The Ancestor's Tale: A Pilgrimage to the Dawn of Evolution
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The Ancestor's Tale: A Pilgrimage to the Dawn of Evolution

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4.13 of 5 stars 4.13  ·  rating details  ·  11,824 ratings  ·  440 reviews
The renowned biologist and thinker Richard Dawkins presents his most expansive work yet: a comprehensive look at evolution, ranging from the latest developments in the field to his own provocative views. Loosely based on the form of Chaucer's Canterbury Tales, Dawkins's Tale takes us modern humans back through four billion years of life on our planet. As the pilgrimage pro...more
Paperback, 688 pages
Published September 2nd 2005 by Mariner Books (first published 2004)
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20th out of 709 books — 1,814 voters
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(showing 1-30 of 3,000)
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Manny
On Monday, an old friend came round to lunch, and, while we were having a cup of tea in the living room, remarked on the number of Richard Dawkins books on my shelf. Somehow, I'd never heard that she'd actually had Dawkins as a supervisor for one term when she was an undergraduate at Oxford in the late 70s; it was in connection with the course she was reading on animal behaviour. I asked what he was like as a person, and she was unenthusiastic. Clearly very intelligent, but there was something a...more
Jen
Mar 14, 2008 Jen rated it 5 of 5 stars
Recommends it for: anyone interested in science, evolution, biology... life.
Poor Dawkins - he gets a bad reputation. People think he's mean and nasty and heartless and elitist.

Okay, I might have to grant people the "elitist" bit, because, well, I'm a bit of an elitist myself. But I dare you all to read this book and then tell me that Dawkins isn't a total squishy.

Let's just say this - he stops in the middle of the book to talk about how much he misses Douglas Adams, who was a dear friend of his. He waxes poetic about evolution and how much he wishes he could meet our...more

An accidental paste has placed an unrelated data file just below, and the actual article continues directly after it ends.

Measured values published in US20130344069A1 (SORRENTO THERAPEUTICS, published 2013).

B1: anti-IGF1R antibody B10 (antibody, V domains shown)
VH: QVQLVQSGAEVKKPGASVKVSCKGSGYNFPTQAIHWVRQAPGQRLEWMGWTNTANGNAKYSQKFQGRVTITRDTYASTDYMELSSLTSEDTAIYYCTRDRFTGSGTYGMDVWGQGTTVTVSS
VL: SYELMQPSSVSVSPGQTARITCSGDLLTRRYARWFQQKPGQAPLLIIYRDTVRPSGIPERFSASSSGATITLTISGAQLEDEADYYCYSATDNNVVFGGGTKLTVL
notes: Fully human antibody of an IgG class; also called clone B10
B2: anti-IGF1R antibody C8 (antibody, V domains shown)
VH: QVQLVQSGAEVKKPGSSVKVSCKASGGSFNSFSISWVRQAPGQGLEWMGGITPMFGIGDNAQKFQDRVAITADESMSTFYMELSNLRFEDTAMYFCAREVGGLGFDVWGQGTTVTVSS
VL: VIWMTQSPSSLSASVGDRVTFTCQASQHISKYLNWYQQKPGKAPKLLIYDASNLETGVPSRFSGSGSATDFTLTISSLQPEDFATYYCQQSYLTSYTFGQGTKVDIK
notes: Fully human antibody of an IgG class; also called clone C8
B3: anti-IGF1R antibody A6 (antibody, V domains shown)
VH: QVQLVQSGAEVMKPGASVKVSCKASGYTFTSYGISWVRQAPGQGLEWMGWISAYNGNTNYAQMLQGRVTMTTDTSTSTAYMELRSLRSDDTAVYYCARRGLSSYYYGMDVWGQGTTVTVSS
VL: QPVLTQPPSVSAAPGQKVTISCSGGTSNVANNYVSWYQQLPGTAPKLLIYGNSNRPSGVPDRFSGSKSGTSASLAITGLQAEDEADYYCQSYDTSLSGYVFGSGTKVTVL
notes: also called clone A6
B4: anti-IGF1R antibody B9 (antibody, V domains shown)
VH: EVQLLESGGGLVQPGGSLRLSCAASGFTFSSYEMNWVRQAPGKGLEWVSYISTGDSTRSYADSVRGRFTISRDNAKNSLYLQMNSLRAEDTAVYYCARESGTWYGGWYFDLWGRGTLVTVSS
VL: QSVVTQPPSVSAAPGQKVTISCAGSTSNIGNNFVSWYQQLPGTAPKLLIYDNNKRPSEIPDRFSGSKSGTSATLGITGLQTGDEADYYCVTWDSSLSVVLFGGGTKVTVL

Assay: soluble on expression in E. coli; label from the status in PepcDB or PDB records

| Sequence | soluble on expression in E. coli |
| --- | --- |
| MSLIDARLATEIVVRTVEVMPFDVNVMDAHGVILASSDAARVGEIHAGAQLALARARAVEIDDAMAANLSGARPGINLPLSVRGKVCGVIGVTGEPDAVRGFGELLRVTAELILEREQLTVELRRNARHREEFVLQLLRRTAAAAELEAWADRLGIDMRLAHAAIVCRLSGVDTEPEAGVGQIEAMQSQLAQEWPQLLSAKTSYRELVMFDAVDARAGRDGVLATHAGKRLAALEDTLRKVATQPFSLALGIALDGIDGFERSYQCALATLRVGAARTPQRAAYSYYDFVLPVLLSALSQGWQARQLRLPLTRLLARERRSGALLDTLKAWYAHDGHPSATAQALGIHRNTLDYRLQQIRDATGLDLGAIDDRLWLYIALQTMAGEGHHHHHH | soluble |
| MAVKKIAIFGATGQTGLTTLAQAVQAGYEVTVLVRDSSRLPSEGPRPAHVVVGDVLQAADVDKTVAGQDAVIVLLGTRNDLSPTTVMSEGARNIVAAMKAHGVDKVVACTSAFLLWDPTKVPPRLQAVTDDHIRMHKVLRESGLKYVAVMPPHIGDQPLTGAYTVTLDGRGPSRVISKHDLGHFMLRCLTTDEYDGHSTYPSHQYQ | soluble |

Warwick
There are some facts the simple knowing of which seems to me to be a supreme achievement of our species. The fact that we are all made of stardust. The fact that 99.9999999999999 percent of all matter is empty. The fact that mass and energy can be expressed in terms of each other. Stuff like that.

Pre-eminent among these to me, for sheer mind-expanding awe, is the fact that life on this planet has developed precisely once, as far as we know, and everything on earth has evolved from it. That means...more
Jerzy
Fantastic! If I'd read this in high school I would definitely be a biologist by now.
Often I agree with Dawkins' views on creationists, but usually he's an obnoxious ass about it. Thankfully, in this book he only disses them occasionally. For most of the book he sticks to his strengths, i.e., clear and exciting explanations of the beautiful yet structured diversity of the natural world.

Lots of nifty thoughts about how evolution works and how mind-shatteringly cool life is. There's an interesting...more
Brian Hodges
This book blew my mind so many times in so many ways. It is quite simply the most fascinating thing I have ever read about life on this planet. Dawkins traces our evolution from the present day back through the very first organisms on earth. He uses various "rendezvouses" to show the points where we connected with other species and phyla and what those connections say about us, about our biology and about life in general.

By tracing our lineage back through these various “concestors” Dawkins mak...more
GWC
Fascinating zoology but plenty of flotsam. "The Beaver's Tale" "The Duckbill's Tale" and "The Axolotl's Tale" are outstanding examples of modern naturalism. The classical genetics is adequate but the molecular data is explained minimally and not compelling. More details on the challenges and uncertainties inherent in genomic sequencing and cross-species comparisons would have been helpful. When Dawkins is not discussing zoology the writing is overly verbose, and suffers the professor's conceit o...more
Casey
Sep 05, 2007 Casey rated it 4 of 5 stars
Recommends it for: science and animal lovers